Thursday, November 30, 2017


It’s here!  The 34th annual PNC Christmas Price Index, that is.

The PNC Christmas Price index reports the cost to purchase the gifts included in the classic holiday song “The 12 Days of Christmas”.

PNC tells us “ . . . the 2017 price tag for The PNC Christmas Price Index at $34,558.65, approximately $200 or 0.6 percent more than last year's cost and less than the government's Consumer Price Index, which increased 2.2 percent through September for the past 12 months.”

The only increases in the included items are –

* a 5.2% jump in the cost of the pear tree in which a partridge resides, due to a limited supply of larger more mature trees,

* a 10% increase in the cost of gold rings, due to increased demand and popularity, and

* a 2% pay hike for leaping lords, who apparently have a better union than musicians, milking maids and dancing ladies.

The chief economist of a bank in Philadelphia, which eventually became part of PNC, began estimating the cost of the 12 Christmas gifts in 1984 as a holiday client letter. This year's price is 83 percent higher than the inaugural report 33 years ago.

For those who prefer the convenience of online shopping the Index also calculates the cost of the gifts purchased on the internet.  As online costs are higher due to travel and shipping, the total cost is $45,096, $10,538 more than “in store” purchases.  The internet Index reflects a $493.90 or 1.1% increase over 2016.

The actual true cost of every gift in the song (with each previous day’s purchases repeated over the 12 days) is $157,558 in store and $204,848.65 online.


Wednesday, November 29, 2017


(1) The Social Security Administration announced on Monday that it has revised the 2018 taxable wage base –

The new amount for 2018, based on updated wage data reported to Social Security, is $128,400.”

In a press release the SSA explained -

Based on the wage data Social Security had at the time of the October 13, 2017, announcement, the maximum amount of earnings subject to the Social Security tax (taxable maximum) was to increase to $128,700 in 2018, from $127,200 in 2017.”

And -

This lower taxable maximum amount is due to corrected W2s provided to Social Security in late October 2017 by a national payroll service provider. Approximately 500,000 corrections for W2s from 2016 resulted in changes for three items based on the national average wage: the 2018 taxable maximum, primary insurance amount bend points--figures used in the computation of Social Security benefits--and family maximum bend points. No other items based on national average wages were affected.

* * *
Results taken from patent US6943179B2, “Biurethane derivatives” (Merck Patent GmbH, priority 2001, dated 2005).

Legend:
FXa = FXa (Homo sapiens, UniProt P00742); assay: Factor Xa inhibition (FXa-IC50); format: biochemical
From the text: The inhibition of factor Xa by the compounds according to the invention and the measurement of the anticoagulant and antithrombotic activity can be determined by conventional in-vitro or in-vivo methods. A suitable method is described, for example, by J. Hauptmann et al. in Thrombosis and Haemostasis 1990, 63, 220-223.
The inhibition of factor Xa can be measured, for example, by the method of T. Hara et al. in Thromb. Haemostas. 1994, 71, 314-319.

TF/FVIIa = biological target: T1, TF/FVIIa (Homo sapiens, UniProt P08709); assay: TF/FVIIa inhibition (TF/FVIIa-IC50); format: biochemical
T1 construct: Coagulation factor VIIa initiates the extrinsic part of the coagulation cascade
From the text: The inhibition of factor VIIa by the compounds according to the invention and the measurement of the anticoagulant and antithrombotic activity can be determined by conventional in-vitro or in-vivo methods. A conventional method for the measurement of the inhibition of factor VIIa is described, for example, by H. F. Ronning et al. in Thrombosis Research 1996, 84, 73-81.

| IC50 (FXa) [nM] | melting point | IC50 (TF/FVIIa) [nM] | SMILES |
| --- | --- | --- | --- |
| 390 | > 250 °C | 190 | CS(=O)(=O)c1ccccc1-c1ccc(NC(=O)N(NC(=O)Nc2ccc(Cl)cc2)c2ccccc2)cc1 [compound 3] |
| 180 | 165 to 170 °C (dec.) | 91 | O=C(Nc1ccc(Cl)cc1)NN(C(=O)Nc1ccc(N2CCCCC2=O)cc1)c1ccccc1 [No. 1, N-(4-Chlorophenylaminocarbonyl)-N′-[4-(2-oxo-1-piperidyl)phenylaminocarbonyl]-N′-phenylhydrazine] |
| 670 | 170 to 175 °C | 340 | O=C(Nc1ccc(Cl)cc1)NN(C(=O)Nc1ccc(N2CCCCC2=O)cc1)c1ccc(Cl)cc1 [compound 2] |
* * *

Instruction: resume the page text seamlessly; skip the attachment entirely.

The change to the taxable maximum does not take effect until January 2018, and the updated bend points in the benefit computation only apply to people who initially become eligible for Social Security benefits in calendar year 2018. This does not affect current beneficiaries.”

As a result of this revision, the maximum withholding for Social Security tax in 2018 is now $7,960.80.  And for 2018 the self-employment tax imposed on self-employed people is 12.4% Social Security tax on the first $128,400 of self-employment income, for a maximum of $15,921.60, plus 2.9% Medicare tax on the all self-employment income. 

(2) I recently received the following email reminder from the New Jersey Division of Taxation.

Starting January 1, 2018, the Sales and Use Tax rate will decrease from 6.875 to 6.625%.  

Please prepare to update your records accordingly. The new tax rates will be:

* Atlantic City Luxury Tax-

12.625% (9% Atlantic City Luxury Tax and 3.625% New Jersey Sales and Use Tax for sales subject to both taxes ‒ other than alcoholic beverages by the drink);

9.625% (3% Atlantic City Luxury Tax and 6.625% New Jersey Sales and Use Tax for alcoholic beverages that are sold by the drink in Atlantic City);

* Boat and Other Vessels Sales Tax ‒ 3.3125% (50% reduced rate);

* Cape May County Tourism Tax ‒ 8.625% (6.625% New Jersey Sales and Use Tax and 2% Tourism Tax for Wildwood, Wildwood Crest, and North Wildwood). This rate is in addition to the 1.85% Tourism Assessment and the 3.15% State Occupancy Fee on hotel occupancies;

* New Jersey Sales and Use Tax ‒ 6.625%;

* Salem County Sales Tax ‒ 3.3125% (50% reduced rate);

* Urban Enterprise Zone Sales Tax ‒ 3.3125% (50% reduced rate).

If you have any questions:

* Visit here for more information about New Jersey Sales and Use Tax or

* Call the Division of Taxation's Customer Service Center at 609-292-6400. We're available Monday, 8:30 a.m. to 5:30 p.m. and Tuesday through Friday, 8:30 a.m. to 4:30 p.m., except State holidays.”


Tuesday, November 28, 2017


The upcoming holiday season is a time for giving.  So now seems like a good time to “rerun” a post from last year to review the rules for deducting donations.